No wonder, then, that the apostle makes this great Trinitarian prayer when coming with such a request. And, how much we need to consider the great necessity and glory of the church that such knowledge must come together “with all the saints.” Shall we not bow our own knees for this?

How do we grow in the love of Christ? Who must make those activities effective? Ask Him! 

Sample prayer: Father, according to the riches of Your glory, grant unto us by Your almighty Spirit to know the love of Christ. We have no fullness of our own, so fill us with all of Your own fullness in Christ, which we ask in His Name, AMEN!

Suggested songs: ARP45A “My Heart Is Greatly Stirred” or TPH491 “Jesus, the Very Thought of Thee”


Monday, August 30, 2021

How Seriously God Takes the Honoring of Parents (Family Worship lesson in Proverbs 30:17)

Pastor leads his family in a verse from "the Proverb of the day." In this Scripture, the Holy Spirit teaches us that failure to honor parents from the heart deserves an accursed death.
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2021.08.30 Hopewell @Home ▫ Luke 22:35-53

Read Luke 22:35-53

Questions from the Scripture text: What does Jesus ask the disciples in Luke 22:35? How do they answer? What does He tell them to take now (Luke 22:36)? And to buy? What reason does He give in Luke 22:37? What do they produce in Luke 22:38? How does He answer? Where does He go in Luke 22:39? How does Luke tell us that this was predictable? Where do they arrive in Luke 22:40? What does He say to them? Where does He go (Luke 22:41)? What does He do? What does He say in this prayer (Luke 22:42)? What response does He receive in Luke 22:43? For what does He use this heaven-sent strength (Luke 22:44)? What does He do in Luke 22:45? What does He find? What does He ask them (Luke 22:46)? What does He tell them to do instead? But what appears and when (Luke 22:47)? Who went before them? What did he do? What does Jesus ask him (Luke 22:48)? About what do His disciples now ask (Luke 22:49, cf. Luke 22:38)? But what does one of them do (Luke 22:50)? What does Jesus say in Luke 22:51? What does He do? Now to what four groups does He speak in Luke 22:52? What does He ask them? What does He point out in Luke 22:53? What does He call that moment?

That which must be fulfilled. The evangelist shows us the connections between Luke 22:35-38 and Luke 22:47-53. The reason for the speech in Luke 22:35-36 is so that it might be fulfilled that He is numbered with the transgressors (Luke 22:37). Then the Lord Jesus points out in Luke 22:52 that they have “come out, as against a robber.” 

This also solves the curious question of what the two swords of Luke 22:38 are enough for. He teaches us to make good use of God’s means: moneybags, knapsacks, etc (Luke 22:36a). And the idea of a sword for every man implies that the equipment to defend oneself or participate in just war are part of the means that God provides, and which we ought to make use of (verse 36b). But for what are two swords enough?

We only have to wait eleven verses to find out. We know from the other gospels that there are three apostles with Him by Luke 22:49. James and John apparently have one sword, and they ask Jesus if this is the time to use it. Peter isn’t named in Luke 22:50, but again from the other gospels we know that it’s he who doesn’t bother asking. But while there is an appropriate time for using the sword, Jesus quickly corrects its use in this case, in Luke 22:51. After all, this is exactly what He had said (Luke 22:37) must be accomplished: their “hour and the power of darkness” (Luke 22:53).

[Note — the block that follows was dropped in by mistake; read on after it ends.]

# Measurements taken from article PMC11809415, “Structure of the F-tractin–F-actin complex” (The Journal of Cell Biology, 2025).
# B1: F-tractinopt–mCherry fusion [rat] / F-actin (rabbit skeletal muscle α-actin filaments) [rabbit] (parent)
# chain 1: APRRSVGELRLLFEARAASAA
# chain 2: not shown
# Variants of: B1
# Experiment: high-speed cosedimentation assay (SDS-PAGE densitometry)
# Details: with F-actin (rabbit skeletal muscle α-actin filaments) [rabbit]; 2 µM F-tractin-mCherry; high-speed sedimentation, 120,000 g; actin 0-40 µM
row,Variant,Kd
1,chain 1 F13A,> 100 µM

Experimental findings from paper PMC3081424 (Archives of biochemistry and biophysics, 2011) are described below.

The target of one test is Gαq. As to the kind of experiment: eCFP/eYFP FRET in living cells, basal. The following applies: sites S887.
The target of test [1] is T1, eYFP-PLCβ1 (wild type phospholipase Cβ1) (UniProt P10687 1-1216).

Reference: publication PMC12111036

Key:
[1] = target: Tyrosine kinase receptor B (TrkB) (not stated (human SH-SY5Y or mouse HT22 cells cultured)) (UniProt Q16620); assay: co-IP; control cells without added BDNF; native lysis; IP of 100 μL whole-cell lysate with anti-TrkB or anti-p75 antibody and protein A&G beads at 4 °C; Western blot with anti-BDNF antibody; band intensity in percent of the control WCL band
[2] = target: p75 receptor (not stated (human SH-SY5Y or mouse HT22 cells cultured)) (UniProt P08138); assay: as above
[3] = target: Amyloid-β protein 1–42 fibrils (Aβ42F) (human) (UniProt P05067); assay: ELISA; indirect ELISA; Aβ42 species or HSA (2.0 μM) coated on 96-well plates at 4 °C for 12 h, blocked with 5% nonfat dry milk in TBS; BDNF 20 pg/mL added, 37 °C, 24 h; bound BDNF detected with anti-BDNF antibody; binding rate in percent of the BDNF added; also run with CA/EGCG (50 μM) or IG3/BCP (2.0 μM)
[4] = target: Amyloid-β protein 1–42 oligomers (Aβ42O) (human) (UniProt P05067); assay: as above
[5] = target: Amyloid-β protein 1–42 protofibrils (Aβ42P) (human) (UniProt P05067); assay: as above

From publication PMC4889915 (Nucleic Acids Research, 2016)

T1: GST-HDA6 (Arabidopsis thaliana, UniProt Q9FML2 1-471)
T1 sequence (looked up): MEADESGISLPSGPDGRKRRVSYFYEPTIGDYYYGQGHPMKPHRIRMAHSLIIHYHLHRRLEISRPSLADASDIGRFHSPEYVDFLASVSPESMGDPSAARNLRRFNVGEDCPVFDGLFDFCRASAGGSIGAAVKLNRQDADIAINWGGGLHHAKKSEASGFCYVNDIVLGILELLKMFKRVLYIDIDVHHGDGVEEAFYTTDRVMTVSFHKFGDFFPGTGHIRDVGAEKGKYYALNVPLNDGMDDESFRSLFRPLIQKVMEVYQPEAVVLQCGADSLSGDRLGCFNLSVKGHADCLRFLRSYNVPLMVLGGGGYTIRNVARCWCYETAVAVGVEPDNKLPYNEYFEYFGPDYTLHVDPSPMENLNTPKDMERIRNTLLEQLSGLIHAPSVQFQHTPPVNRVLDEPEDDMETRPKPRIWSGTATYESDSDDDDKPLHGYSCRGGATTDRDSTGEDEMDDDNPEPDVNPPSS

The strength in which it was fulfilled. The Holy Spirit has Luke place the account of our Lord’s prayer between the two sections referenced above. Luke 22:39-45 are sandwiched between Luke 22:35-38 and Luke 22:47-53. This section itself is bookended by Jesus’s two admonitions to the disciples to pray, lest they enter temptation (Luke 22:39-40 and Luke 22:45-46). This places Luke 22:41-44 at the heart of the section as a whole.

Jesus doesn’t just tell the disciples that they need to be praying; He knows this fact from His own experience. Even as He knows what must be accomplished (Luke 22:37) and what hour this is (Luke 22:53), He Himself needs prayer to be strengthened unto submission. He Himself prays in Luke 22:41, and when the response is for an angel to strengthen Him (Luke 22:43), He uses the strength to pray even more earnestly (Luke 22:44).

What is He praying? That if it is God’s will/possible (Luke 22:42a, cf. Matthew 26:39, Mark 14:36), the cup of the cross would be taken from Him. But He knows that it is not actually possible. Still, expressing His horror and agony at the prospect in prayer is a means by which He submits Himself to His Father’s will. And this submission is the strength in which He now greets Judas, corrects Peter, and heals Malchus. 

What a marvelous thing is the temptation-thwarting, submission-enabling power of prayer! And if our Lord Himself needed it, how much more do we! But if we believe in Him, not only is His submission counted for us, but it is also what we are being conformed to. Dear Christian, watch and pray so that you would not enter into temptation. And as you do so, rejoice that even in your watching and praying you are being conformed to Christ!

What times do you have set apart each day and week for watching and praying against temptation? Where in your life have you found it to be a battle to submit to the Lord’s providence and commands?

Sample prayer:  Our merciful God—Father, Son, and Holy Spirit—You have alll power and goodness in Yourself. But we are weak and sinful in ourselves. We thank You that You have made Your righteousness ours in Jesus Christ. We marvel at Your love Lord Jesus, that You humbled Yourself to become a Man so fully that even Your dependence is a model for our own dependence. Grant unto us the ministry of Your Spirit, by Whom we would be watchful and prayerful as a right use of the greatest means that You have given us: Yourself. Which we ask in Your Name, AMEN!

Suggested songs: ARP191 “I Love the Lord” or TPH435 “Not What My Hands Have Done”